The International Energy Agency has released its 2022 Coal analysis and forecast. It is sobering. By the time 2022 is over, world-wide coal consumption will have exceeded 8 billons tonnes for the first time. In other words, 2022 was a record year for coal. It is true that demand was largely flat compared to 2021 and there were some extraordinary reasons – such as a war in Ukraine – for even the moderate increase.
However, we don’t need flat coal demand; we need to start seeing significant decreases. And the IEA report isn’t predicting those any time soon. Instead, the IEA is predicting a plateau at around 8 billion tonnes lasting through 2025.
Once one gets over the depressing nature of this forecast, a few issues emerge from the IEA forecast. First, while the war in Ukraine has affected European coal consumption, this remains largely about China, India, and other developing countries. Since developing countries are not really interested in being told to curtail development to minimize GHG emissions, the developed world has to focus on what they can do to help moderate GHG emissions from China and India as much as on its own emissions.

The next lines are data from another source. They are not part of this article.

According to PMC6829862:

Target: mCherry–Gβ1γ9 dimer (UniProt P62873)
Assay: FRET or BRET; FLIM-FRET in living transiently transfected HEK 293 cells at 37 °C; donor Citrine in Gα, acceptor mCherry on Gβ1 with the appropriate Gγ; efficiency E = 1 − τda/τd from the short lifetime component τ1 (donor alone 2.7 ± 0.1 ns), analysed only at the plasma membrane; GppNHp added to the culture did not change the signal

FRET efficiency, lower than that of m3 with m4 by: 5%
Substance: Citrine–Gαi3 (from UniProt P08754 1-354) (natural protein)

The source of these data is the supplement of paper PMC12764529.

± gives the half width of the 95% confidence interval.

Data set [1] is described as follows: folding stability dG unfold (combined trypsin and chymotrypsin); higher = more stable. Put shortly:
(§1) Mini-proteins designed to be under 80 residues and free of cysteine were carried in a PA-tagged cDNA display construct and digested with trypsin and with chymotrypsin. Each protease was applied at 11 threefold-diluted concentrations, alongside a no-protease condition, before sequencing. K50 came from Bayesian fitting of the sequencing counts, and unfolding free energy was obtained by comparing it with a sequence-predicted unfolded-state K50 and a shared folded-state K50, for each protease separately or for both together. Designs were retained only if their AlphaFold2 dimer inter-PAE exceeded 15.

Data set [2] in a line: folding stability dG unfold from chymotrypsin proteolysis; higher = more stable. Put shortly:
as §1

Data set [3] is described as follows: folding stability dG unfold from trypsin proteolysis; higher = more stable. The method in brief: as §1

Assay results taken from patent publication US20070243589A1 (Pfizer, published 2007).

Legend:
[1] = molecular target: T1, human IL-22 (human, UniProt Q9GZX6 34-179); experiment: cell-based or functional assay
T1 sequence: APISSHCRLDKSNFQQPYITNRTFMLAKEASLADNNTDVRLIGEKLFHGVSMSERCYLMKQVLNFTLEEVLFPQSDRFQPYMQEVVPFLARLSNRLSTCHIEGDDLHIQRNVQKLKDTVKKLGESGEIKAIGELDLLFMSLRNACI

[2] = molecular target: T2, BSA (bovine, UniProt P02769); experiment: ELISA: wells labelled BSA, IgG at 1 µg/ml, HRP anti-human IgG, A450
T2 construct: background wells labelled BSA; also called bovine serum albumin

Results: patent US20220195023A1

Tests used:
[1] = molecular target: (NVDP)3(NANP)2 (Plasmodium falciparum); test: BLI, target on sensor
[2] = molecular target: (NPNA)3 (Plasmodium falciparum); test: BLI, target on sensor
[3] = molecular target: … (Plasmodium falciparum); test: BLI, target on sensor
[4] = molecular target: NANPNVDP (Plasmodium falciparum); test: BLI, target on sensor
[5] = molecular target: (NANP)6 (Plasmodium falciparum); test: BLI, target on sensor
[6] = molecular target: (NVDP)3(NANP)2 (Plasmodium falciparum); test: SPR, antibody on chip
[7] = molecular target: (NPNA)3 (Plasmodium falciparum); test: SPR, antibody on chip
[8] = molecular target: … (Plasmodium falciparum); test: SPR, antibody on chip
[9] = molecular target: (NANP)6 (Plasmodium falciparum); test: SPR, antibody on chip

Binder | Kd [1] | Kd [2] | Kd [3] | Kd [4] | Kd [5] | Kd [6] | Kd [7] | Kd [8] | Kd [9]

Relatedly, this issue reminds me that, in all of our recent debate about how to achieve the GHG emissions reductions that are necessary, I’ve seen little or no discussion about the cost-effectiveness of different ways to reduce GHG emissions. And I get that, because we need to reduce all sources. Still, cost-effectiveness considerations should tell us not to focus solely on reducing our own emissions. And we need to remember that providing technology to developing countries to reduce carbon emissions can provide significant economic benefit to the United States and Europe.
In any case, we are a long way from Tennessee Ernie Ford’s 16 Tons. And our carbon debt is growing bigger every day.
The post Another Day Older and Deeper in (Carbon) Debt first appeared on Law and the Environment.